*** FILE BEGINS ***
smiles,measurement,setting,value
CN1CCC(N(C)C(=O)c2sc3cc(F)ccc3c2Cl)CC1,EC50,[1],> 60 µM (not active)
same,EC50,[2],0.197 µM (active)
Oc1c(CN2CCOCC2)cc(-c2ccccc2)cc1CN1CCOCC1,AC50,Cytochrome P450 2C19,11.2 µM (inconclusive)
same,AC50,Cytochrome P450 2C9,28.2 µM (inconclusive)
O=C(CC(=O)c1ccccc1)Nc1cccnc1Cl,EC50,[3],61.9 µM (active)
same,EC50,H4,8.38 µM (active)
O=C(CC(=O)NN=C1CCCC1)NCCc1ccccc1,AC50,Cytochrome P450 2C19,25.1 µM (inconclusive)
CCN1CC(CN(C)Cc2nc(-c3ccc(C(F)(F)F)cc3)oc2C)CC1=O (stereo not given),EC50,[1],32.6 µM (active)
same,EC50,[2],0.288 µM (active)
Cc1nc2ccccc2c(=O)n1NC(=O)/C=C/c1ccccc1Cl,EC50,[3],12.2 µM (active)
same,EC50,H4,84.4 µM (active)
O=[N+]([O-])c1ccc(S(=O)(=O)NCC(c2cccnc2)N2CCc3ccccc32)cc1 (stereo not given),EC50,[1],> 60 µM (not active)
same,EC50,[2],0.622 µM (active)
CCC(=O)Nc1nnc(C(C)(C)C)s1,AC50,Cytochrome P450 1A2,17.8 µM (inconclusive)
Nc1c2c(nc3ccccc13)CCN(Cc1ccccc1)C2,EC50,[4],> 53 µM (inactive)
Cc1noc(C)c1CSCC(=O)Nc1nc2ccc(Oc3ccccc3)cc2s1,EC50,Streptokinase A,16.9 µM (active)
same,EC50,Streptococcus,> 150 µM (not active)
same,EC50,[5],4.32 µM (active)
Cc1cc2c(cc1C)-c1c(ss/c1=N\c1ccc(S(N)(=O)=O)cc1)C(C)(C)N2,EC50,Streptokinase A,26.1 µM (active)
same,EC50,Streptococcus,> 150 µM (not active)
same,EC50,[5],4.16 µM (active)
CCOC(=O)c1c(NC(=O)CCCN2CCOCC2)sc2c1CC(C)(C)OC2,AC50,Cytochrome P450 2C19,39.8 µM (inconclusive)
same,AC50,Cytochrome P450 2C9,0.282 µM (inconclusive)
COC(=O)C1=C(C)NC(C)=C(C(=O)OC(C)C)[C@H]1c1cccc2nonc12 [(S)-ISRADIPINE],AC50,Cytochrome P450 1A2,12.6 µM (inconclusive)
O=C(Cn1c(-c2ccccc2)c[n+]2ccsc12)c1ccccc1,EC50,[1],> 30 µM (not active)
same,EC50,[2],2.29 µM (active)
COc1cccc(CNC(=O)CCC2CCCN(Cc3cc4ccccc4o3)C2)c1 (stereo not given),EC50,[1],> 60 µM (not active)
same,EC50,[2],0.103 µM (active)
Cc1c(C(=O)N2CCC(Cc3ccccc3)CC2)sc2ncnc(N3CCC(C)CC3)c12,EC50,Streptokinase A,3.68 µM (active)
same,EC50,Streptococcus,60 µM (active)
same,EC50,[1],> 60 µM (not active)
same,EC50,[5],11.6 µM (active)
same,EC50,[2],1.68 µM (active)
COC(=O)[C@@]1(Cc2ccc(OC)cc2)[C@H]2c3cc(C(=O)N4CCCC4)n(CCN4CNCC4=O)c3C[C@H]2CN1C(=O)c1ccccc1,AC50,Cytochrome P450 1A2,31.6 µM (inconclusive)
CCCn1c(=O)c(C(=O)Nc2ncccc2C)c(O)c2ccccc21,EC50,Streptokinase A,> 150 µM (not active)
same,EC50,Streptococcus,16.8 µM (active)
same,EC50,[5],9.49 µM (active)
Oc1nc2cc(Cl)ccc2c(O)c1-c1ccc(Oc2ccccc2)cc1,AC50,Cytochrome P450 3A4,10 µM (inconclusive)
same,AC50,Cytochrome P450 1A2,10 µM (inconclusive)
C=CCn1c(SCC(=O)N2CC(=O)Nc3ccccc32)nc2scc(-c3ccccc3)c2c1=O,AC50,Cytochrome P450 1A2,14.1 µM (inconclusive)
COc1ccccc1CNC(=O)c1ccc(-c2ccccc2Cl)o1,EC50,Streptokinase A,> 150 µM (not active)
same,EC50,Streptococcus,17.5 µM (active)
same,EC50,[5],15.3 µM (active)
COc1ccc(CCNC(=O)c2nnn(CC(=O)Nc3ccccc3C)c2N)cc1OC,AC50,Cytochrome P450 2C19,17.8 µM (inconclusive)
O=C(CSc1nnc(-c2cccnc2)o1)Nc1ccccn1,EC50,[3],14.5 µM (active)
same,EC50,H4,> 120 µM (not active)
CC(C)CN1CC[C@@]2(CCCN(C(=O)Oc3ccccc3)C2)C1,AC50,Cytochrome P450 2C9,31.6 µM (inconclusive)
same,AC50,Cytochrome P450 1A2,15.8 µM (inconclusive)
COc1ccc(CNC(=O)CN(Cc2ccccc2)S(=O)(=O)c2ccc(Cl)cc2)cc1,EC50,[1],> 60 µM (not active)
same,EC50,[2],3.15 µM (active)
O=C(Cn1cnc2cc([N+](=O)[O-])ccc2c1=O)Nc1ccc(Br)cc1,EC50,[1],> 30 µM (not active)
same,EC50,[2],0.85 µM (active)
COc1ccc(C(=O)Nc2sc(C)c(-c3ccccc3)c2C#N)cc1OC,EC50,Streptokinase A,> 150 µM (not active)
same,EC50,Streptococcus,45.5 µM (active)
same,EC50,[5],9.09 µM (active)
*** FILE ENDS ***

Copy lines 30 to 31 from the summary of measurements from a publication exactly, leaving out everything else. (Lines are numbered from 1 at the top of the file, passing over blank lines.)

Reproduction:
Cc1c(C(=O)N2CCC(Cc3ccccc3)CC2)sc2ncnc(N3CCC(C)CC3)c12,EC50,Streptokinase A,3.68 µM (active)
same,EC50,Streptococcus,60 µM (active)